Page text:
While embodiments of the suture grasper 100 are discussed above in terms of a generally straight configuration, alternative embodiments of the suture grasper 100 may be curved. Examples of curves may include, but are not limited to, crescent shapes, left pigtail hooks, right pigtail hooks, different angles (e.g., between about 15° and about 70°). For example, the suture grasper 100 may include a curve or bend at a selected distance from the distal end. For example, the sleeve body 300 may be formed from a material that is sufficiently rigid to pierce tissue (e.g. steel) while capable of bending through mechanical means, and the rod 106 may be formed so as to allow the rod 106 to reversibly travel through a bend in the sleeve body 300 regardless of the relative positions in which the rod 106 and the sleeve body 300 are placed during use. In an embodiment, the rod 106 may be formed from a flexible material (e.g., Nitinol). In other embodiments, the rod 106 may be generally rigid and straight in proximal and distal sections and further include a flexible section between the proximal and distal sections. The length of such a flexible section may be greater than the length of the bent portion of the sleeve body 300.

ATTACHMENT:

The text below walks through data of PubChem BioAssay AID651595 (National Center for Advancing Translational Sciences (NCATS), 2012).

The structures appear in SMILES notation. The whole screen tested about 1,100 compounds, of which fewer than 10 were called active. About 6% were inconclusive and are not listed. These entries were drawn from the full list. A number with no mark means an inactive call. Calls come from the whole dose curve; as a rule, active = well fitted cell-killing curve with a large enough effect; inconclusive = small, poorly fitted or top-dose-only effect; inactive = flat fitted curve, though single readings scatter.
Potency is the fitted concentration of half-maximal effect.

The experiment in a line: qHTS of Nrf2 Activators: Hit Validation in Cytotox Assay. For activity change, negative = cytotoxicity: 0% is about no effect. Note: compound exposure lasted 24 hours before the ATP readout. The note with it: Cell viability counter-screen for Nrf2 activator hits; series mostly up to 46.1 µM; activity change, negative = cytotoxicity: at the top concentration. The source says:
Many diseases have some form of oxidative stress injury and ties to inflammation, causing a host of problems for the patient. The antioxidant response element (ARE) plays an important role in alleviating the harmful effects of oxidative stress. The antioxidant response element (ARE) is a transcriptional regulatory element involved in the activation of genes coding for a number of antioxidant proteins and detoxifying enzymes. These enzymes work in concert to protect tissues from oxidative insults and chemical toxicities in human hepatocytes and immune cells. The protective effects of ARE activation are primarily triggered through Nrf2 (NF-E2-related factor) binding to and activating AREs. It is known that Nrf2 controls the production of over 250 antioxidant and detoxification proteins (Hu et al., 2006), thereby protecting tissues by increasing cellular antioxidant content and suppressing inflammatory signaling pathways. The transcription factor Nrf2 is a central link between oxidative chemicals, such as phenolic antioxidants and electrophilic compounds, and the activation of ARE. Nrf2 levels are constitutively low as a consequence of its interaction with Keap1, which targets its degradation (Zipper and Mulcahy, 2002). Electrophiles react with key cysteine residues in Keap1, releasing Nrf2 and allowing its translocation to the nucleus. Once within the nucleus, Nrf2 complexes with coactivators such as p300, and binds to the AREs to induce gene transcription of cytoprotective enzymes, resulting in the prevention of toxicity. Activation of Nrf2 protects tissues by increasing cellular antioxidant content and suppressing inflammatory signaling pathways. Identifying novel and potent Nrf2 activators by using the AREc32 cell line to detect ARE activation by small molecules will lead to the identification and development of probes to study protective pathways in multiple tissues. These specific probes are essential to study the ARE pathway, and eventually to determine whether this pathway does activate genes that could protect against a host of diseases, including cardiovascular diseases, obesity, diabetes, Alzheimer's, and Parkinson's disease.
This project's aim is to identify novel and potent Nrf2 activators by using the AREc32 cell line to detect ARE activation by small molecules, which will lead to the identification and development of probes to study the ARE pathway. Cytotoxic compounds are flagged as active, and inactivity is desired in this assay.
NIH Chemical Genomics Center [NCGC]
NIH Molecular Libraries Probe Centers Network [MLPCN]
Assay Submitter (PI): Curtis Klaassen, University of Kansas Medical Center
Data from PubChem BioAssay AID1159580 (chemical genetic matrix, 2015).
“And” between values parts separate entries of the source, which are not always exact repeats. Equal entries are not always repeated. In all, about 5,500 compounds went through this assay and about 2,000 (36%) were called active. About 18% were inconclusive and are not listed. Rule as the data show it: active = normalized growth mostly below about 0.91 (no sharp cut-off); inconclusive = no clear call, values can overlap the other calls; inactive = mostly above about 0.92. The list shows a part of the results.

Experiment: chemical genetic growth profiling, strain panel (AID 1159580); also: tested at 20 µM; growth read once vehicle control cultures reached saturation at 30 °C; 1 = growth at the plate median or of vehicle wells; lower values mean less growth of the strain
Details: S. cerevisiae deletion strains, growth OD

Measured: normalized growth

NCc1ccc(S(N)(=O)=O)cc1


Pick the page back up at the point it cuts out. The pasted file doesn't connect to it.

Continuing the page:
Additionally, certain embodiments of the suture grasper 100 may include a locking mechanism (not shown) in mechanical communication with the rod 106 that inhibits motion of the rod 106 and the trigger 202 with respect to the sleeve body 300. For example, the locking mechanism may be a reversible ratchet mechanism that permits motion of the rod 106 in one axial direction and inhibits motion of the rod 106 in the opposite axial direction. The ratchet mechanism may include a gear or linear rack with teeth mounted to the rod 106 and a pawl mounted to the sleeve body 300 or the handle 102 that engages the gear or teeth. In another example, the locking mechanism may be one or more mechanical stops that fix the position of the rod 106 with respect to the sleeve body 300 at one or more selected locations (e.g., the retracted position, the extended position, intermediate positions there-between, etc.). A mechanical stop may include a retractable pin mounted to the sleeve body 300 and adapted for engagement with a socket formed in the rod 106. The pin may be moved between an engaged position, where the pin inhibits motion of the rod 106 with respect to the sleeve body 300, and a disengaged position, where the pin does not inhibit motion of the rod 106 with respect to the sleeve body 300. Alternatively or additionally, a mechanical stop may be a protrusion formed in one of the rod 106, the sleeve body 300, or the trigger 202 and a corresponding groove formed in one of the remaining ones of the rod 106, the sleeve body 300 or the trigger 202. Frictional engagement between the protrusion and groove may inhibit motion of the rod 106 and the trigger 202 with respect to the sleeve body 300, absent the application of force to displace the protrusion from the groove (e.g., a user urging the rod 106 in a desired axial direction using the trigger 202). In further embodiments, a locking mechanism that inhibits motion of the rod 106 with respect to the sleeve body 300 may be omitted from the suture grasper 100 and the rod 106 may be free to axially slide to any location within and including the extended and retracted positions. For example, a user may manually position the rod 106 and hold it in place using the trigger 202. Plastic flex features may also be incorporated into these elements to engage/disengage.